The Conqueror’s son, William II, organized a disputation between a Jew and a Christian. Unlike later debates designed to attack Judaism and humiliate Jews, this seems to have been an attempt to promote real discussion. William even said that he would convert to Judaism if the rabbi won. (He didn’t.) In the thirteenth century, English kings took a more aggressive approach—not only toward the Jews’ souls, but to their treasuries. In 1232, Henry III established a Domus Conversorum (House of the Converts) to lodge and employ converted Jews, and sent preachers into synagogues to proselytize.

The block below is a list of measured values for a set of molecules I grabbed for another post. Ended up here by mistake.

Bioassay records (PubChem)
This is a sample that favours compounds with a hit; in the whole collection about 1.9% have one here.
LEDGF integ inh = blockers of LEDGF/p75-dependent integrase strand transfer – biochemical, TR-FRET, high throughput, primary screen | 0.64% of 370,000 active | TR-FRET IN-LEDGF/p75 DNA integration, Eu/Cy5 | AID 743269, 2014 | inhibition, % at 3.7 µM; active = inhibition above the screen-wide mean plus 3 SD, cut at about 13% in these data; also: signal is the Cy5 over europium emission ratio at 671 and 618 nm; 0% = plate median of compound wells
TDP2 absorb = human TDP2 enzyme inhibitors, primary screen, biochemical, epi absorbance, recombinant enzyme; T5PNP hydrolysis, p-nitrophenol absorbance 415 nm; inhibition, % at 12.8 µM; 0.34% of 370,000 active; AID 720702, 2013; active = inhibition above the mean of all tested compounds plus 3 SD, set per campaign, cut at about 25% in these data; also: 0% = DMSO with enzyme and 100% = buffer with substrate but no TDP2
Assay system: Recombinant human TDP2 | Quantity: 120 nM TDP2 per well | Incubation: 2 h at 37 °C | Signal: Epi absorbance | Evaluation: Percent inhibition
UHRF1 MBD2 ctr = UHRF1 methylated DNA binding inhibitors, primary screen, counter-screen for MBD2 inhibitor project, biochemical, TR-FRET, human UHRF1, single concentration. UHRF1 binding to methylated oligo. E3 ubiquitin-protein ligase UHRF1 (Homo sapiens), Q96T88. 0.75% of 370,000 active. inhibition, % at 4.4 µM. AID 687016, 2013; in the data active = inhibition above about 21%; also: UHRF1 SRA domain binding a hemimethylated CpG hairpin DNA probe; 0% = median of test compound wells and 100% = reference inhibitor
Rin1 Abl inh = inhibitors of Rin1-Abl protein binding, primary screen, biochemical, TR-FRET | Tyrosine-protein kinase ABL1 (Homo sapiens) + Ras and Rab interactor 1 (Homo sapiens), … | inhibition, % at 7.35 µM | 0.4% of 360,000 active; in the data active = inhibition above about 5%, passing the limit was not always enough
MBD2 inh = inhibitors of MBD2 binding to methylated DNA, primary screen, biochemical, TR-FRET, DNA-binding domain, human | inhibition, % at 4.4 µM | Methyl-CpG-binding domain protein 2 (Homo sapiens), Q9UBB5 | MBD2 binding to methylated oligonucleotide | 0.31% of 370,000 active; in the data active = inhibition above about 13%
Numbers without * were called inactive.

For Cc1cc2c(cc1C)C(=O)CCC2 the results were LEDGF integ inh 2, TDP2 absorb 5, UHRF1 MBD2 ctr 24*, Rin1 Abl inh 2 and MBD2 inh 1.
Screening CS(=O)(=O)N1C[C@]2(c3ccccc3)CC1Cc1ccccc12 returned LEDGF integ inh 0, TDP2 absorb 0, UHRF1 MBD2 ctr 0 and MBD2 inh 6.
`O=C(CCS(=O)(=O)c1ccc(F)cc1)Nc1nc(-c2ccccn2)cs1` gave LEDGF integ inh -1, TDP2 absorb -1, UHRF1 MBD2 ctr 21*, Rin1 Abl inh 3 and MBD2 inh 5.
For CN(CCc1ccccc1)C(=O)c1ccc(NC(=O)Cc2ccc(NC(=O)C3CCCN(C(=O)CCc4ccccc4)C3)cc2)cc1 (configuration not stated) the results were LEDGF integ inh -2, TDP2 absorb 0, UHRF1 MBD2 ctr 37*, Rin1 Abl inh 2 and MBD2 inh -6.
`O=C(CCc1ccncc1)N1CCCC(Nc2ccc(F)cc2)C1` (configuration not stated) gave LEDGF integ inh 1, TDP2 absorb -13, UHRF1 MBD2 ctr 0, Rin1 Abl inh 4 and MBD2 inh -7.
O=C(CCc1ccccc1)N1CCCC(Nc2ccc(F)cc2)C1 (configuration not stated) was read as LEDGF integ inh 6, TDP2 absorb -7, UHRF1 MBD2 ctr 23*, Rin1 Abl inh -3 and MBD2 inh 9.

Medieval English Jews knew they had to remain on good terms with the Crown. When Richard I acceded in 1189, a deputation came from the Jewish community in York to present gifts to the King. When anti-Jewish violence broke out during the coronation banquet, Richard ordered that it be suppressed. He was too far away to help when the community in York was destroyed by its debtors a year later, but was furious when Jewish records were destroyed, as he received a cut of every loan made. In response, he set up a new system for retaining Jewish records in central and secure locations. This gave the English authorities enormously detailed information on the wealth of the Jews, which predictably paved the way for rapacious taxing. Soon, the Jews were impoverished and of no further use—at which point the Crown turned on them. In 1290, Edward I deported them en masse, leaving England once again empty of Jews.